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The staff of the first annual D.C. Underground Film Festival planned to hold the fest’s inaugural film-screening fundraiser at the end of this month. “But then I heard that neo-Nazis were marching on the Capitol, and I had to reschedule so I could go counterprotest,” explains festival director Allyson Kapin. Because Kapin is presently the burgeoning festival’s only organizer, a change in her weekend plans can have a big impact on logistics.
After attending the New York Underground Film Festival in March, the 27-year-old returned to D.C. determined to create a comparable event here. “D.C. does a decent job showcasing political documentary work and local stuff,” says Kapin, who also works as an online editor with the Campaign for Tobacco-Free Kids. “But we are ready to see independent films from all over the U.S. and abroad that just never get shown here.”
Kapin doesn’t see the DCUFF as a rival of the Georgetown Independent Film Festival, now in its second year. “I don’t think we need to compete. The underground film community as a whole is so small that we need to support each other,” she says. “And I’ll be looking for films that are more experimental in terms of types of media, like digital video and animation.”
After recently working to bring the Philadelphia-based Lost Film Festival to the District, as well as serving on the film and video committee of Ladyfest D.C., Kapin began connecting with festival organizers and filmmakers all over the country. Six weeks ago, she put out an informal call for submissions to several e-mail lists. Though the deadline is not until December, submissions have already begun to arrive, including works by filmmakers Mark Street and Lynne Sachs, which Kapin sees as strong contenders for inclusion in the two-day festival, scheduled for April 2003.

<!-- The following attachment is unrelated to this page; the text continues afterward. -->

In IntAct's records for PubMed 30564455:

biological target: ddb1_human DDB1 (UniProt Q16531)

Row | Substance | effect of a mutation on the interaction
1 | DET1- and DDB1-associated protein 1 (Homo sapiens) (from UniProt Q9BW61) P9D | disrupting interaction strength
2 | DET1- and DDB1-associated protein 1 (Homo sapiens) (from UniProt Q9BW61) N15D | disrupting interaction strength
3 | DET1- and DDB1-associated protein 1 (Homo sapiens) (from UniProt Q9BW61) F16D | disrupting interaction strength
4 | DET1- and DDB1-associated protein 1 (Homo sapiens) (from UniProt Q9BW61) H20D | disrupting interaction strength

Until a judging committee can be set up, Kapin is selecting the first round of entries for judging in February. She has not yet sent out formal invitations to judges, but Kapin says she would “love to see all the directors of the different film fests in D.C. come together for this and bring diverse points of view to it.” There are also plans for Marc Vogl of San Francisco’s hi/lo Film Festival to curate a short program.
Though the DCUFF was inspired by the NYUFF, the local fest hardly promises to be “a nipple-pierced Sundance.” With Kapin at the helm, the DCUFF will instead have a social conscience. “I am concerned about how smoking is glorified in both mainstream and indy films, as well as alcohol and the degradation of women, so that’s something that I’ll pay attention to while curating the film programs,” she says.
But what’s an underground film festival without John Waters-esque sleaze? “I don’t support films like that,” she says. “There are so many other important films that aren’t considered shocking enough that are saying important things and need to get out there.” —Shauna Miller
For more information, visit www.dcuff.org.